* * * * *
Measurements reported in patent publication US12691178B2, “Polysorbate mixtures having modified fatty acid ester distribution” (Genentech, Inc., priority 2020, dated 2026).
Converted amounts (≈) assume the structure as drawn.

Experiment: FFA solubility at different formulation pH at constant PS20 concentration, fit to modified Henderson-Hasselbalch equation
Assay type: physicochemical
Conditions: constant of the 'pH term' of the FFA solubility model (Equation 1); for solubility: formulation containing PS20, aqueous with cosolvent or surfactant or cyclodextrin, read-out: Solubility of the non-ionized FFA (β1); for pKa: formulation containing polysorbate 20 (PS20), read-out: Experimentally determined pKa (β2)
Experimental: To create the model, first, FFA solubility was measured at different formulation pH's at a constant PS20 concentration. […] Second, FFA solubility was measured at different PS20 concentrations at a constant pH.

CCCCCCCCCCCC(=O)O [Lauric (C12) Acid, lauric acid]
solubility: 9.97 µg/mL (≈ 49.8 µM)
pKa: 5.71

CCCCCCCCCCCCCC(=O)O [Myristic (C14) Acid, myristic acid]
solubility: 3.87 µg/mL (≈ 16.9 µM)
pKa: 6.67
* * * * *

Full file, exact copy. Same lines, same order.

Measurements reported in patent publication US12691178B2, “Polysorbate mixtures having modified fatty acid ester distribution” (Genentech, Inc., priority 2020, dated 2026).
Converted amounts (≈) assume the structure as drawn.

Experiment: FFA solubility at different formulation pH at constant PS20 concentration, fit to modified Henderson-Hasselbalch equation
Assay type: physicochemical
Conditions: constant of the 'pH term' of the FFA solubility model (Equation 1); for solubility: formulation containing PS20, aqueous with cosolvent or surfactant or cyclodextrin, read-out: Solubility of the non-ionized FFA (β1); for pKa: formulation containing polysorbate 20 (PS20), read-out: Experimentally determined pKa (β2)
Experimental: To create the model, first, FFA solubility was measured at different formulation pH's at a constant PS20 concentration. […] Second, FFA solubility was measured at different PS20 concentrations at a constant pH.

CCCCCCCCCCCC(=O)O [Lauric (C12) Acid, lauric acid]
solubility: 9.97 µg/mL (≈ 49.8 µM)
pKa: 5.71

CCCCCCCCCCCCCC(=O)O [Myristic (C14) Acid, myristic acid]
solubility: 3.87 µg/mL (≈ 16.9 µM)
pKa: 6.67